In the video above, Warren can be seen moving toward Sanders. But the Massachusetts senator pulls her hand back when Sanders extends his.

During a tense segment of the debate, the two senators were both confronted by questions on whether Sanders told Warren he believed a woman could not win the presidency at a private dinner in 2018. Following a CNN report regarding that dinner, Sanders vehemently denied making the comment. Warren eventually backed the CNN reporting, accusing Sanders of the sexist comment in a statement.

It’s important to note that at the onset of the debate, during the introduction of the candidates to the stage, Sanders and Warren shook hands respectfully as Warren made her entrance.

Beyond the debate stage, and handshake-gate, CNN is reporting on the battle which extended into social media, as fans of both candidates lined up to sound off:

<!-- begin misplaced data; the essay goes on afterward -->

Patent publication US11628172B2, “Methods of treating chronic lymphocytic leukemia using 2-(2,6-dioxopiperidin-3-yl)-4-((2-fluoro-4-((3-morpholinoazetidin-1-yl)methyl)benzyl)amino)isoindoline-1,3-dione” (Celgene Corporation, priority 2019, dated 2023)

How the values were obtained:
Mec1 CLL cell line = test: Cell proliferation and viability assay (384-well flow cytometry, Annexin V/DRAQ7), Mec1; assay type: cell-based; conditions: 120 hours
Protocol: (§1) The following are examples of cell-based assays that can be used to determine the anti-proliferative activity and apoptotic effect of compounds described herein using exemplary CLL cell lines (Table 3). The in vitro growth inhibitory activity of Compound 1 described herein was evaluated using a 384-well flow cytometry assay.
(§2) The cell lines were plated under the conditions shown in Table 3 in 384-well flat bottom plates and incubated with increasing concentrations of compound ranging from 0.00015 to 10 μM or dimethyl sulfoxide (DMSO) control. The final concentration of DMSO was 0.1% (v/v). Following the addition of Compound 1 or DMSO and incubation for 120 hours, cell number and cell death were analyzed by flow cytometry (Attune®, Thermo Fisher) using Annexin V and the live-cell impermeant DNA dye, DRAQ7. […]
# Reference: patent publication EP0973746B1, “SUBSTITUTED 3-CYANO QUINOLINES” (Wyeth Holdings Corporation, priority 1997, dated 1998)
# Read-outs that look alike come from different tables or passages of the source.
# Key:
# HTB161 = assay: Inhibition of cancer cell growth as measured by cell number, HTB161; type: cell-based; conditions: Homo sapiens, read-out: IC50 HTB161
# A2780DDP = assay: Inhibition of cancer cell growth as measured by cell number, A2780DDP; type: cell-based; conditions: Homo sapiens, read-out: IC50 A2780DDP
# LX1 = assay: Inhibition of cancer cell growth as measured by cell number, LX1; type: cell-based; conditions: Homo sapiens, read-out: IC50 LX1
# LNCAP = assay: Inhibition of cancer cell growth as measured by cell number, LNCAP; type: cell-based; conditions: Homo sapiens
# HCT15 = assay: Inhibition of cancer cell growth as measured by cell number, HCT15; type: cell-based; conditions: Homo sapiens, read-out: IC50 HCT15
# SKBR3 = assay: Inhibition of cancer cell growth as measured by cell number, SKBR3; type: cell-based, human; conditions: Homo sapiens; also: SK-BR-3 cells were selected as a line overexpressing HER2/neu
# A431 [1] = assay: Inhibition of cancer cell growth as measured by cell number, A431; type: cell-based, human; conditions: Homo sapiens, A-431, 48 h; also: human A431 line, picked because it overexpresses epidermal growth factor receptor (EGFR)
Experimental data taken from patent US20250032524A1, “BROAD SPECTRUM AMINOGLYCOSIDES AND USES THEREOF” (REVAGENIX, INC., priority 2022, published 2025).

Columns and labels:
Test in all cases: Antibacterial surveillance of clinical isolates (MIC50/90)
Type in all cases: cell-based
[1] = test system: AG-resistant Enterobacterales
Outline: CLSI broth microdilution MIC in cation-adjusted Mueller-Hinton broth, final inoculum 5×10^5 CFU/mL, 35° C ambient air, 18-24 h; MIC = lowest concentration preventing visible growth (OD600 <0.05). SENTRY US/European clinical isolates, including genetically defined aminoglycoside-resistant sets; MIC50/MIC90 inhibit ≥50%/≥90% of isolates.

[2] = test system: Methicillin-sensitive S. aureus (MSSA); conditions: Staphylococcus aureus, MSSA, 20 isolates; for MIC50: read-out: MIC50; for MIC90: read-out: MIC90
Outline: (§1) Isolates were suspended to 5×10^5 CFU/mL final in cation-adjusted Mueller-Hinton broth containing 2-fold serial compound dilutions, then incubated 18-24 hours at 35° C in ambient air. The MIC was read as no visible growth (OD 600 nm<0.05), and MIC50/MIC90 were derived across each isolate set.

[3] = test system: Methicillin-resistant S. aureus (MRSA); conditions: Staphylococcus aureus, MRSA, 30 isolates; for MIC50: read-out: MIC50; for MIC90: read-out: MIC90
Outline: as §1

As of Wednesday morning, the hashtag “#neverWarren” was trending as Bernie allies took to Twitter to attack the Massachusetts senator as a lying snake. (Not kidding; snake emojis were everywhere in the anti-Warren tweets.) “Lie or mischaracterize your ‘friend’s’ comments, double down, refuse to shake his hand,” tweeted Kyle Kulinski, a prominent liberal and YouTube host. “Are you watching America?” tweeted liberal activist and Sanders supporter Shaun King: “When @BernieSanders beat a Republican to win his congressional seat 29 years ago, Elizabeth Warren was still a Republican. One reason she never lost to a Republican is that she was a Republican for the first 47 years of her life.”